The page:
Luca Frati: But in the night our eyes can see

Luca Frati in conversation with Marta Cillero, during Room To Bloom Pavilion in Palermo, November 2021.

Marta Cillero: Luca, could you briefly introduce yourself and your practice?

Luca Frati: I was born in Gubbio in ’97. I graduated in 2020 from the Academy of Fine Arts in Venice, Visual Arts section. I am currently attending the first year of the Master of Visual Arts program at Ecal. My practice revolves around drawing, writing, sewing and embroidery. Lately, I have also been integrating performance language into my practice. Speech takes an important role in my performative experience, where reading becomes the main medium of transmission. I am deeply interested in observing through my work the relationships and power dynamics between people. A firm believer in the magical power of language and traces, one can see the use of words in my work, whether written, drawn, stitched or read, as a form of casting and visualizing spells. This does not result in a lack of understanding of reality, but it is a way of using the personal and identity as vessels for political content.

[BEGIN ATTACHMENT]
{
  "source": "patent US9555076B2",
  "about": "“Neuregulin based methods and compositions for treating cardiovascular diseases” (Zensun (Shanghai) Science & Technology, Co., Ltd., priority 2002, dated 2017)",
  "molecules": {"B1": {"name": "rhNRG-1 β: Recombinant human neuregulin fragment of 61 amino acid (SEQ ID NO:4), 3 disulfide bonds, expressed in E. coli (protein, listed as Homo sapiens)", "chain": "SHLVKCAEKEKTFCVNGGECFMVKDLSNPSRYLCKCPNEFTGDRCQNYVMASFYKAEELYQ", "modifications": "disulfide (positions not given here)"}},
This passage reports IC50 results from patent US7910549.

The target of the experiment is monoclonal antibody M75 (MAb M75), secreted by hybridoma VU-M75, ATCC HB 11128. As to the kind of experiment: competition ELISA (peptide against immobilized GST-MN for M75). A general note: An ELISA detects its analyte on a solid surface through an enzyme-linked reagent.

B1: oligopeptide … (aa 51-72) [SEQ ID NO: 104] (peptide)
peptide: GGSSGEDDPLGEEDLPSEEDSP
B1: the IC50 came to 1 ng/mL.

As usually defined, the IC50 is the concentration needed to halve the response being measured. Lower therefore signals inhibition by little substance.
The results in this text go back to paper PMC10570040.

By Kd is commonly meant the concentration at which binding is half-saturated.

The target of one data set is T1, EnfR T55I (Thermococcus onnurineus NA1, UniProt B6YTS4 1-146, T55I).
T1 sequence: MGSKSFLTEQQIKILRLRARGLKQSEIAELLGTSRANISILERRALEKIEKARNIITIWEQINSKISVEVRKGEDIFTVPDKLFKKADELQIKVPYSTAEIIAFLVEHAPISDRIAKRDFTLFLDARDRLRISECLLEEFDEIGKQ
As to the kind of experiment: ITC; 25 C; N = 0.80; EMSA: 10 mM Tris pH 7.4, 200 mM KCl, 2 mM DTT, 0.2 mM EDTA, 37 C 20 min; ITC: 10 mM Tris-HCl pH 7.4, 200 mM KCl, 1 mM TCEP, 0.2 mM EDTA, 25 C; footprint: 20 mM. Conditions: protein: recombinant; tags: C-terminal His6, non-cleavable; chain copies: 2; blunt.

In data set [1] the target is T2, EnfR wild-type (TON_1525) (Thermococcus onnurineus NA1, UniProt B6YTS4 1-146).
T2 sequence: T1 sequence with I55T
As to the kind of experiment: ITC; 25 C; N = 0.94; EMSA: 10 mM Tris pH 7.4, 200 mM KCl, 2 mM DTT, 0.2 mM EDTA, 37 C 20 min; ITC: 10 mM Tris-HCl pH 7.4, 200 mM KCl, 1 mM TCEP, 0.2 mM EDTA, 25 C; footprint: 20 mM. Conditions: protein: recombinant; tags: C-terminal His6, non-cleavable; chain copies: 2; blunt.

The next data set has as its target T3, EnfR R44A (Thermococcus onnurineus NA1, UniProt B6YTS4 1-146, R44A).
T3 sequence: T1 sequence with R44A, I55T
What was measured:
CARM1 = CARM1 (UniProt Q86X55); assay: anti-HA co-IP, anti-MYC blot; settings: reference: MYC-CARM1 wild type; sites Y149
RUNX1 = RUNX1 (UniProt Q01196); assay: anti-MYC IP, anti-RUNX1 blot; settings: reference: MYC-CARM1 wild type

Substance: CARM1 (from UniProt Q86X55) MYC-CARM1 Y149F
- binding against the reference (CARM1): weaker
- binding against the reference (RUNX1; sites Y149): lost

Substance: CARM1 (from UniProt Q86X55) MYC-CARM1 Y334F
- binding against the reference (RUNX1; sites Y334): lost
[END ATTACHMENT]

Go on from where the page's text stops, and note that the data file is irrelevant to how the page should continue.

MC: What did you present at Room To Bloom and how does your work relate to your performance?

LF: It is a sculpture entitled Device to watch and to be seen. This device was made as a sculpture and used during my performance But in the night our eyes can see. The work functions as the main scenic medium and through this object I relate to the audience. Both the performance and the sculptural object investigate the ways in which desire is produced and those through which it is transmitted. The whole thing is in constant reference to the body and body language.

MC: What made you decide to participate in Room To Bloom’s call?

LF: As a young queer artist, I decided to set out in search of new artistic and professional opportunities. I thus found the Room To Bloom program and decided to participate. My initial expectations revolved around the concept of community: I was able to experience a sense of community, to meet people working with an approach very similar to mine but also people with different points of view and using a different language. A stimulus to explore unexplored worlds and areas and to contribute to the development of a network of artists who support each other.

MC: RTB’s program works on two basic concepts: ecofeminism and decolonial feminism. Do you feel closer to either of the two approaches mentioned?

LF: My work has a lot to do with transfeminist and queer practices that work on various bodies in relation to gender, the norms that regulate bodies and genders, and how these can be circumvented.

Photos by @Maghweb

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